Overkill On PPE Can Mean Diminished Returns

EHS magazine had a great post on the  overuse as abuse of PPE.

Diminished Returns, Diminished Awareness was written by John Olesky.

Apparently John is as tired as I am of seeing everyone wearing whatever they call that high-visibility neon-green regardless of their actual job, hazard, or risk.

Maybe it keeps these guys from getting hit when they are on the red carpet?

DJ PAULY D

I think that this high-visibility neon-green is actually a magical talisman summoned up by the high priests/ witch doctors of safety.

It’s no coincidence that the witch doctor is using magical neon safety green…

Witch Doctor

Here’s a brief excerpt from John’s blog dealing with those neon green vests:

Vest Concerns

Why is it when I look at some construction sites, I see EVERYONE on site wearing reflective safety vests? OSHA, in 29 CFR 1926.651(d), sets forth requirements for workers who are exposed to vehicular traffic. OSHA states that “employees exposed to public vehicular traffic shall be provided with, and shall wear, warning vests or other suitable garments marked with or made of reflectorized or high-visibility material.”

And according to DOT, 23 CFR 634.3, Use of High-Visibility Apparel When Working on Federal-Aid Highways: “All workers within the right-of-way of a Federal-aid highway who are exposed either to traffic (vehicles using the highway for purposes of travel) or to construction equipment within the work area shall wear high-visibility safety apparel.”

These vests specifically were designed for use when there is some kind of vehicular traffic on or near the work site, or if heavy equipment such as a dozer or crane is moving around the site AND the workers will be exposed to the dangers of being struck by that traffic.

So I have to ask project managers and project safety managers, “Is there a danger of being hit by a ‘vehicle’ when employees are working on the 15th floor of a 30-story high rise building?” If not, then why are they required to wear reflective vests?

Amen John. And by the way, they are also wearing them in the store, the gas station, everywhere. I am seeing this neon -green assault to the eyes everywhere.  It’s become ubiquitous.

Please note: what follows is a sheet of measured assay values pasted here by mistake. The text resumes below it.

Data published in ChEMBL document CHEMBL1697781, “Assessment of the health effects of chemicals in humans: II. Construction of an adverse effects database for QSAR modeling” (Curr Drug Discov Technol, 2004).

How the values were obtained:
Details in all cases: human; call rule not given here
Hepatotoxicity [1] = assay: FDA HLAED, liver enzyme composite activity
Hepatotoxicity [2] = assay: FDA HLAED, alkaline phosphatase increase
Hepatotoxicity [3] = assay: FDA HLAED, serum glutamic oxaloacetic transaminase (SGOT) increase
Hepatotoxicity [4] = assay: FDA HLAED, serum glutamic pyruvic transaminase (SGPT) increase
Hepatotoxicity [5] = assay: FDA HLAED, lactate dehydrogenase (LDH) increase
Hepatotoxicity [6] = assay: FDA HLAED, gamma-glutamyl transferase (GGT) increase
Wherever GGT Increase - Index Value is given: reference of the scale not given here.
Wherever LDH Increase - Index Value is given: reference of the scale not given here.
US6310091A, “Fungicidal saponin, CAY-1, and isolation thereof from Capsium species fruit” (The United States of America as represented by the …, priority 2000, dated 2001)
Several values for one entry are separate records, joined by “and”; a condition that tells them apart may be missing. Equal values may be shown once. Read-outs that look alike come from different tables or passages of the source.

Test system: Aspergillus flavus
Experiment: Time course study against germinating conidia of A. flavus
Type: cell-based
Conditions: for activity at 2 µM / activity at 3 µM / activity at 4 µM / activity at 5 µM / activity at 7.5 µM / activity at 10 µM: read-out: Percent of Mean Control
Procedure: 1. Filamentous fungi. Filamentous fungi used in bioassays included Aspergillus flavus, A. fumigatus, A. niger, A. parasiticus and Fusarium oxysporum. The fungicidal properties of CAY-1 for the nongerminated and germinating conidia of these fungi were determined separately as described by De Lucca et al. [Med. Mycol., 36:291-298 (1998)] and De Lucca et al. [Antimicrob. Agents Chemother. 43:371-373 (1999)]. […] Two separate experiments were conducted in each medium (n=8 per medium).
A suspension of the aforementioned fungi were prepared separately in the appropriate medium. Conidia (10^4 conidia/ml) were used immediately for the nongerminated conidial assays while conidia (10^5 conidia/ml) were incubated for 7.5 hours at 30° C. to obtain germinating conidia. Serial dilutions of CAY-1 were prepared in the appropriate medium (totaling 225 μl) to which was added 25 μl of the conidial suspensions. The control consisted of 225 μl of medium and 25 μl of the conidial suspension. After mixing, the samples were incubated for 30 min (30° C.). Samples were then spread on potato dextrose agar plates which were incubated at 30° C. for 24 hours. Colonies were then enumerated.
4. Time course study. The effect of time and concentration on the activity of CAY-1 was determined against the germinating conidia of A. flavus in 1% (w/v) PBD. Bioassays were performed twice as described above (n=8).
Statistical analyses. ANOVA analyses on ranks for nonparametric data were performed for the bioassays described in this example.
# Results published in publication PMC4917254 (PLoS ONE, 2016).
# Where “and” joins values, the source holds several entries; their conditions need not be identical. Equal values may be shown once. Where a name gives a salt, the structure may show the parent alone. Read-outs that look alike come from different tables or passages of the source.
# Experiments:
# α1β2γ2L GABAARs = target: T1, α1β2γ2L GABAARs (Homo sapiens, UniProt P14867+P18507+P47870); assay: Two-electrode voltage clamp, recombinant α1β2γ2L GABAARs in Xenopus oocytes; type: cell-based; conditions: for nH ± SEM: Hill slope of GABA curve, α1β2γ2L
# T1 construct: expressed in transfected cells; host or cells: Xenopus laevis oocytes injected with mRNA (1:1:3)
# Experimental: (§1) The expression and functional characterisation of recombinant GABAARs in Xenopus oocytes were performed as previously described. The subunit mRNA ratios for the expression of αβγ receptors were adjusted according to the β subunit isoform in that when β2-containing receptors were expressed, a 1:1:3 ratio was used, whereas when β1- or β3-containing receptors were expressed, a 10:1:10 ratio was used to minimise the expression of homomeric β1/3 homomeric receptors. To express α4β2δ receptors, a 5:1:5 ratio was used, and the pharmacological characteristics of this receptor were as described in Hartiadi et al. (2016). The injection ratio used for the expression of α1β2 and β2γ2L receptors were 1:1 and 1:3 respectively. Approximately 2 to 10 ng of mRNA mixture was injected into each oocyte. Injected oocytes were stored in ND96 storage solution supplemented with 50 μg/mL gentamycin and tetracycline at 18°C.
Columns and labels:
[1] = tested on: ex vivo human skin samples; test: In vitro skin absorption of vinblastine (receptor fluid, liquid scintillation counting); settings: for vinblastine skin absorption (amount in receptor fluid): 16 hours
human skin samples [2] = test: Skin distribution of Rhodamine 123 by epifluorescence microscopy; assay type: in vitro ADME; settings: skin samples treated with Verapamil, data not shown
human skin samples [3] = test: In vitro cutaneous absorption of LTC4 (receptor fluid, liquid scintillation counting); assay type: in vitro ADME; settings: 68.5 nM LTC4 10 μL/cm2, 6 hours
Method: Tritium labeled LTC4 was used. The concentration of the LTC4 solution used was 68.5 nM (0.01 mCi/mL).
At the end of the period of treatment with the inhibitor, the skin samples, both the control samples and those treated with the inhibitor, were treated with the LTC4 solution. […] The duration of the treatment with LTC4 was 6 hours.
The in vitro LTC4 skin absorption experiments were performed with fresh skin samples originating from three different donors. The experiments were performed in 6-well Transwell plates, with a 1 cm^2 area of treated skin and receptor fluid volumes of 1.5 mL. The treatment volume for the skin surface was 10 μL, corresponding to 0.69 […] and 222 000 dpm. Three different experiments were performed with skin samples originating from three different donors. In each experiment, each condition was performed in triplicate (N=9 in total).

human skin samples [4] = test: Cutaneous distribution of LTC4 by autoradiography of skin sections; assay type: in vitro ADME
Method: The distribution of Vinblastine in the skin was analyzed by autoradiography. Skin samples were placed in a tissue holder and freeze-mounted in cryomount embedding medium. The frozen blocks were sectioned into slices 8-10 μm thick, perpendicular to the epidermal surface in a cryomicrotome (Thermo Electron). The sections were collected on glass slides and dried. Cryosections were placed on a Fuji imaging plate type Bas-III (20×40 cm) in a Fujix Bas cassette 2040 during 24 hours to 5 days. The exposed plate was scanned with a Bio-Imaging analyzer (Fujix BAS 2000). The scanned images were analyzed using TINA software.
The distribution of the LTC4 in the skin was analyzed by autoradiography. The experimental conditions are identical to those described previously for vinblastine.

The proper PPE is not magic. It is the result of proper analysis of hazards at that occupational location.  The guy in the crane  high above doesn’t need his visibility improved to protect him from vehicular traffic.  The roofer doesn’t need a neon-green shirt, he needs fall protection. Guess which the roofer is actually wearing?

Dude- Where’s the tie off and fall protection?

ProRooferNW

As John Olesky said:

If we did a JHA correctly we would have to ask if the universal use of these vests on site truly makes the workers safe. We need to ask: Does this universal donning of safety vests even when they aren’t needed increase or diminishthe visual awareness for the heavy equipment operator or for the general public driving past the construction site?

It is my belief that the over use of these vests actually will diminish the safety factor that these vests originally intended for both the workers and for the general public.

Do the Hazard Analysis. Require appropriate PPE for the involved employees.

Avoid the if it’s good for one, it’s good for many approach.

After all safety ain’t magic.

 

Safety isn’t shamanism. It isn’t about magic. It’s about critical thought.

Critical thought- like requiring high visibility clothing- ONLY for those who would be protected by it.

What irks you about the perception of magical safety solutions?

Thanks to EHS Today for sharing John Olesky’s great post.

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2 Responses to Overkill On PPE Can Mean Diminished Returns

  1. John Olesky says:

    I wrote the article you referred to and looking for more national support on this as i believe it is going to be a problem in the future. You quoted my article but you missed my name i am John Olesky and not James..Olesky

    • speakingofprecision says:

      John, we apologize for missing the name. We have corrected each occurrence in the post. Thanks for the clear writing. We are made up of industrial rather than construction companies. We continue to work for sensible regulations and a less draconian enforcement approach with OSHA in Washington. Let us know how we can help. And if any thing else is on your mind, we could blog it here if it has an industrial safety focus.
      Thanks!
      Miles

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